We were in the late afternoon lull. I was leaning back against the bar in front of John, sharing a friendly silence. Things would get loud soon enough. We were close to empty, just a couple of regulars nursing beers at the other end of the bar. When the door swung open, I looked up casually, then kept looking. He wasn't our usual clientele.
He was kind of short. Good-looking. About my age, late twenties, early thirties. He had spiky black hair, a little smashed down from the helmet, and his leathers were new and expensive. He walked straight to a booth and sat down. I glanced back at John and saw that he was thinking the same thing. Yuppie.
Yuppies aren't generally any trouble, at least not when they're alone like this guy was. He'd probably get intimidated and leave when the Saturday night crowd started to roll in. Until then, he'd probably be good for a decent tip. I strolled over, swinging my hips as much out of habit as flirtatiousness, and gave him my best smile. "What'll it be?"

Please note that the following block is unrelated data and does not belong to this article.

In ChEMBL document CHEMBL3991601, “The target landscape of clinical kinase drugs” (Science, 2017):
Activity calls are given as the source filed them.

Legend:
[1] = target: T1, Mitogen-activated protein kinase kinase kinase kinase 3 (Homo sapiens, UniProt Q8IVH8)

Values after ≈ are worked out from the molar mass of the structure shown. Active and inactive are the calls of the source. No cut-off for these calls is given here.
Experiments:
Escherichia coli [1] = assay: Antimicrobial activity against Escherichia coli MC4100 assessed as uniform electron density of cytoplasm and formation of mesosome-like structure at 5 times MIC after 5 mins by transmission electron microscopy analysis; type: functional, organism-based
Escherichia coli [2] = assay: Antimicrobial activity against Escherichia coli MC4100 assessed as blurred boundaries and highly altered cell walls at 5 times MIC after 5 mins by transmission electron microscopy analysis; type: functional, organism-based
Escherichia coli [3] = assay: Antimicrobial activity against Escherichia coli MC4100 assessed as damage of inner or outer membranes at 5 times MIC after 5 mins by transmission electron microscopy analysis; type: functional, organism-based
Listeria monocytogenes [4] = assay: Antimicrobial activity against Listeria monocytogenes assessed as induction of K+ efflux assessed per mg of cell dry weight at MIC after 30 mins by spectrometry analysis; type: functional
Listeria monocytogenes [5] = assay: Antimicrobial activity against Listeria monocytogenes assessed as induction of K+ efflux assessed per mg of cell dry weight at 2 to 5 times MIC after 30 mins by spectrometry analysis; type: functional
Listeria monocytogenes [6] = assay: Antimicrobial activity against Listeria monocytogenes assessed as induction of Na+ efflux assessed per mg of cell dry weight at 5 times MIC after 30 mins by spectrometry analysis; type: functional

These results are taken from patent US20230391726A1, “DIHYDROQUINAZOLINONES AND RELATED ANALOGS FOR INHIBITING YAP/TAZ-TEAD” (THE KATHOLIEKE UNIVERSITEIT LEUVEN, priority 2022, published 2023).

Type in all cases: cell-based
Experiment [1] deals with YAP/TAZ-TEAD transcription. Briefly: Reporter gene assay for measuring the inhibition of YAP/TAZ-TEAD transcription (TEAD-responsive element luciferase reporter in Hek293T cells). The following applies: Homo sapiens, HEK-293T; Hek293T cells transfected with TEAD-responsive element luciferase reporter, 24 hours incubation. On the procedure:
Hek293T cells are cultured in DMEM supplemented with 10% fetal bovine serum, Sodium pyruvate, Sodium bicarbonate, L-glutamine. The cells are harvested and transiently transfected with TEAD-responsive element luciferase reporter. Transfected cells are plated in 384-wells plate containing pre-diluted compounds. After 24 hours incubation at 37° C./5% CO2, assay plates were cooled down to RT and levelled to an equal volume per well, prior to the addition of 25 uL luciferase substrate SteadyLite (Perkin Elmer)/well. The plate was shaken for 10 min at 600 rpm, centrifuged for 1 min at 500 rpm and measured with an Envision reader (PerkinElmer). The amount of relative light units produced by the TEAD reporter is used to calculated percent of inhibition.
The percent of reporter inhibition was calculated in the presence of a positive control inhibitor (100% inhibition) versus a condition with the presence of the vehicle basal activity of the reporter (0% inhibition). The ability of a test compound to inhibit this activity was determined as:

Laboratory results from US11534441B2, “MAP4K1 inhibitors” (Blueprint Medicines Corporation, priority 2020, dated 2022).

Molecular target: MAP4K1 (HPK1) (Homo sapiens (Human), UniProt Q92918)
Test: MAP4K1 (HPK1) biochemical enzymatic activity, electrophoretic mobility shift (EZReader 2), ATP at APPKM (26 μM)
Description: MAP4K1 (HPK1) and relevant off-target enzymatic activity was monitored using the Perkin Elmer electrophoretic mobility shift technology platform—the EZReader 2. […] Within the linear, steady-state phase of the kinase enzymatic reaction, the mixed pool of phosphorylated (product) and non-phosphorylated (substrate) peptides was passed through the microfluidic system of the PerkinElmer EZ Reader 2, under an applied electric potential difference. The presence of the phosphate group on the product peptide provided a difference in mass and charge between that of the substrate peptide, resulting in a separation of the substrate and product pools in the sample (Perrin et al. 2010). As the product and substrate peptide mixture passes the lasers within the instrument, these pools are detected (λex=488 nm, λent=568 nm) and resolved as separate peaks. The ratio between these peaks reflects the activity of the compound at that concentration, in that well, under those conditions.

"Jack," he said without looking up. John had heard him across the quiet room and the drink was waiting for me. I slammed it down in front of the guy so the whiskey slopped over onto the table. I may not be Cindy Crawford, but I'm not ugly either. Wouldn't kill him to look at me. "There you go," I said brightly. He grunted and licked the spilled whiskey off his fingers.
I went back to the bar and mouthed "asshole" to John. He shrugged. The door burst open and a tall man in a professionally weathered jacket stood in the doorway. The sunlight was glaring around him and I couldn't see him well. "Shut the door," John said, and the man closed it obediently, stepping further into the bar. He had a lean body and a pretty, pretty face. His hair had been clipped close to his scalp.